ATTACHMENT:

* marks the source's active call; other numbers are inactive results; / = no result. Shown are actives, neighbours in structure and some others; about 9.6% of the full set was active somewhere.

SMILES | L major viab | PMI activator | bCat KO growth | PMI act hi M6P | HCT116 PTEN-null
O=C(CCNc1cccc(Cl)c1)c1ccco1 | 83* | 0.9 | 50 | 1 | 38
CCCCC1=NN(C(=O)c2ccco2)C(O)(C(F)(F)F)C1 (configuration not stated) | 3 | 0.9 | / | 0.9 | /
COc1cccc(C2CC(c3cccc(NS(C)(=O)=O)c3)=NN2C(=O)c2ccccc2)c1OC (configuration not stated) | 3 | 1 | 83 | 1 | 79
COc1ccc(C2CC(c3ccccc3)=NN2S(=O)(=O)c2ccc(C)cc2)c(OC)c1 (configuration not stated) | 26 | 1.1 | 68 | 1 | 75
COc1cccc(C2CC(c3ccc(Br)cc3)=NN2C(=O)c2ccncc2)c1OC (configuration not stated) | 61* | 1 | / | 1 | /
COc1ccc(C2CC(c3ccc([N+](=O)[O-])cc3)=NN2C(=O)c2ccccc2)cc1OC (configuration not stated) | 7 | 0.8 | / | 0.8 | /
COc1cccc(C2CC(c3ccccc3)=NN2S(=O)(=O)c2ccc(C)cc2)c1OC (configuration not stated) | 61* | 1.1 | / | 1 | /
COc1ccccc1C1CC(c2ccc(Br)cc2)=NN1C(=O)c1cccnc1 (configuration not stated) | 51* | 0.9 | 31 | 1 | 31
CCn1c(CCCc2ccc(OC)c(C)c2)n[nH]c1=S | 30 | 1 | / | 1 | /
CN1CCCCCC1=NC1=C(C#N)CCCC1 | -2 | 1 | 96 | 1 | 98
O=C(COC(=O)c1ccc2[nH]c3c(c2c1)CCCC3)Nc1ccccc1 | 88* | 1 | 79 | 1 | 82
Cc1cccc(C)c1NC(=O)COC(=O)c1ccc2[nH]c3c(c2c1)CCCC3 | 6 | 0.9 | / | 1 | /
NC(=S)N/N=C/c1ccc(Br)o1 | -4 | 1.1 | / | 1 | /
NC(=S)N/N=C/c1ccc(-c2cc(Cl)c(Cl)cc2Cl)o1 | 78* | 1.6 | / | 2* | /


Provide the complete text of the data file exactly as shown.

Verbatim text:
* marks the source's active call; other numbers are inactive results; / = no result. Shown are actives, neighbours in structure and some others; about 9.6% of the full set was active somewhere.

SMILES | L major viab | PMI activator | bCat KO growth | PMI act hi M6P | HCT116 PTEN-null
O=C(CCNc1cccc(Cl)c1)c1ccco1 | 83* | 0.9 | 50 | 1 | 38
CCCCC1=NN(C(=O)c2ccco2)C(O)(C(F)(F)F)C1 (configuration not stated) | 3 | 0.9 | / | 0.9 | /
COc1cccc(C2CC(c3cccc(NS(C)(=O)=O)c3)=NN2C(=O)c2ccccc2)c1OC (configuration not stated) | 3 | 1 | 83 | 1 | 79
COc1ccc(C2CC(c3ccccc3)=NN2S(=O)(=O)c2ccc(C)cc2)c(OC)c1 (configuration not stated) | 26 | 1.1 | 68 | 1 | 75
COc1cccc(C2CC(c3ccc(Br)cc3)=NN2C(=O)c2ccncc2)c1OC (configuration not stated) | 61* | 1 | / | 1 | /
COc1ccc(C2CC(c3ccc([N+](=O)[O-])cc3)=NN2C(=O)c2ccccc2)cc1OC (configuration not stated) | 7 | 0.8 | / | 0.8 | /
COc1cccc(C2CC(c3ccccc3)=NN2S(=O)(=O)c2ccc(C)cc2)c1OC (configuration not stated) | 61* | 1.1 | / | 1 | /
COc1ccccc1C1CC(c2ccc(Br)cc2)=NN1C(=O)c1cccnc1 (configuration not stated) | 51* | 0.9 | 31 | 1 | 31
CCn1c(CCCc2ccc(OC)c(C)c2)n[nH]c1=S | 30 | 1 | / | 1 | /
CN1CCCCCC1=NC1=C(C#N)CCCC1 | -2 | 1 | 96 | 1 | 98
O=C(COC(=O)c1ccc2[nH]c3c(c2c1)CCCC3)Nc1ccccc1 | 88* | 1 | 79 | 1 | 82
Cc1cccc(C)c1NC(=O)COC(=O)c1ccc2[nH]c3c(c2c1)CCCC3 | 6 | 0.9 | / | 1 | /
NC(=S)N/N=C/c1ccc(Br)o1 | -4 | 1.1 | / | 1 | /
NC(=S)N/N=C/c1ccc(-c2cc(Cl)c(Cl)cc2Cl)o1 | 78* | 1.6 | / | 2* | /